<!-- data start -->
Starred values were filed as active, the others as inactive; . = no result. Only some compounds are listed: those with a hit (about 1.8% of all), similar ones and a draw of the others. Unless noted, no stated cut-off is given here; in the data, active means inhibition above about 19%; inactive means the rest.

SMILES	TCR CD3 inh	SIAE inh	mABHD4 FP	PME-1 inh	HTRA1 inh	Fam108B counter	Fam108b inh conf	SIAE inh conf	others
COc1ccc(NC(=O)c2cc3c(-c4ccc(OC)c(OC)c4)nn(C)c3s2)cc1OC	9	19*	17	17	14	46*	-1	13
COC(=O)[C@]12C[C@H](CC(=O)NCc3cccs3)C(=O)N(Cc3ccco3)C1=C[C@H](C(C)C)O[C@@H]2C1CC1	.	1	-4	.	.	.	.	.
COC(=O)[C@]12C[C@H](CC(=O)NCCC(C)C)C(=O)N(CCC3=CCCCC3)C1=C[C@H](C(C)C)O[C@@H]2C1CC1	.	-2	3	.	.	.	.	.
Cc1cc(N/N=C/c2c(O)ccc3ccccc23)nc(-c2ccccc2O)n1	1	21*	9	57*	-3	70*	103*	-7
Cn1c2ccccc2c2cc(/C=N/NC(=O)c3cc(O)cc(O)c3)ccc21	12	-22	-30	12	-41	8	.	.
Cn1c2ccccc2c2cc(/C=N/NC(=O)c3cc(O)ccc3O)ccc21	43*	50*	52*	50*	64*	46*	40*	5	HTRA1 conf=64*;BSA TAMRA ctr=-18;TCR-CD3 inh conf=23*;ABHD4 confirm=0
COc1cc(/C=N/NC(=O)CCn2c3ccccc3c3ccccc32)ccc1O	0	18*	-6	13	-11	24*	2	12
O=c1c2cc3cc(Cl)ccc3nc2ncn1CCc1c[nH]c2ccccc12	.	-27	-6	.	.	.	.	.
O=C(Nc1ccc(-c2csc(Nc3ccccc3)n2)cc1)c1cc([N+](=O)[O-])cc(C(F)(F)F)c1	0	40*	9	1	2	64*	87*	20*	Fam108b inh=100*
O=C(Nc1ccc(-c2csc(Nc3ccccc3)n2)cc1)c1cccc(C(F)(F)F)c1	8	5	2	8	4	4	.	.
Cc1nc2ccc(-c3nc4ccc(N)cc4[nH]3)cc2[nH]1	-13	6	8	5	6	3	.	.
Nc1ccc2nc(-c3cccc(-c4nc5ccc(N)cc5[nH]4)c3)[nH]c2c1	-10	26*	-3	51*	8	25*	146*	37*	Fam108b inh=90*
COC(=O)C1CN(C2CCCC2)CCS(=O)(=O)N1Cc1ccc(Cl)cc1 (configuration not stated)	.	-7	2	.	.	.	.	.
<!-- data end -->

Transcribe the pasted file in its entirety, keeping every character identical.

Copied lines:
Starred values were filed as active, the others as inactive; . = no result. Only some compounds are listed: those with a hit (about 1.8% of all), similar ones and a draw of the others. Unless noted, no stated cut-off is given here; in the data, active means inhibition above about 19%; inactive means the rest.

SMILES	TCR CD3 inh	SIAE inh	mABHD4 FP	PME-1 inh	HTRA1 inh	Fam108B counter	Fam108b inh conf	SIAE inh conf	others
COc1ccc(NC(=O)c2cc3c(-c4ccc(OC)c(OC)c4)nn(C)c3s2)cc1OC	9	19*	17	17	14	46*	-1	13
COC(=O)[C@]12C[C@H](CC(=O)NCc3cccs3)C(=O)N(Cc3ccco3)C1=C[C@H](C(C)C)O[C@@H]2C1CC1	.	1	-4	.	.	.	.	.
COC(=O)[C@]12C[C@H](CC(=O)NCCC(C)C)C(=O)N(CCC3=CCCCC3)C1=C[C@H](C(C)C)O[C@@H]2C1CC1	.	-2	3	.	.	.	.	.
Cc1cc(N/N=C/c2c(O)ccc3ccccc23)nc(-c2ccccc2O)n1	1	21*	9	57*	-3	70*	103*	-7
Cn1c2ccccc2c2cc(/C=N/NC(=O)c3cc(O)cc(O)c3)ccc21	12	-22	-30	12	-41	8	.	.
Cn1c2ccccc2c2cc(/C=N/NC(=O)c3cc(O)ccc3O)ccc21	43*	50*	52*	50*	64*	46*	40*	5	HTRA1 conf=64*;BSA TAMRA ctr=-18;TCR-CD3 inh conf=23*;ABHD4 confirm=0
COc1cc(/C=N/NC(=O)CCn2c3ccccc3c3ccccc32)ccc1O	0	18*	-6	13	-11	24*	2	12
O=c1c2cc3cc(Cl)ccc3nc2ncn1CCc1c[nH]c2ccccc12	.	-27	-6	.	.	.	.	.
O=C(Nc1ccc(-c2csc(Nc3ccccc3)n2)cc1)c1cc([N+](=O)[O-])cc(C(F)(F)F)c1	0	40*	9	1	2	64*	87*	20*	Fam108b inh=100*
O=C(Nc1ccc(-c2csc(Nc3ccccc3)n2)cc1)c1cccc(C(F)(F)F)c1	8	5	2	8	4	4	.	.
Cc1nc2ccc(-c3nc4ccc(N)cc4[nH]3)cc2[nH]1	-13	6	8	5	6	3	.	.
Nc1ccc2nc(-c3cccc(-c4nc5ccc(N)cc5[nH]4)c3)[nH]c2c1	-10	26*	-3	51*	8	25*	146*	37*	Fam108b inh=90*
COC(=O)C1CN(C2CCCC2)CCS(=O)(=O)N1Cc1ccc(Cl)cc1 (configuration not stated)	.	-7	2	.	.	.	.	.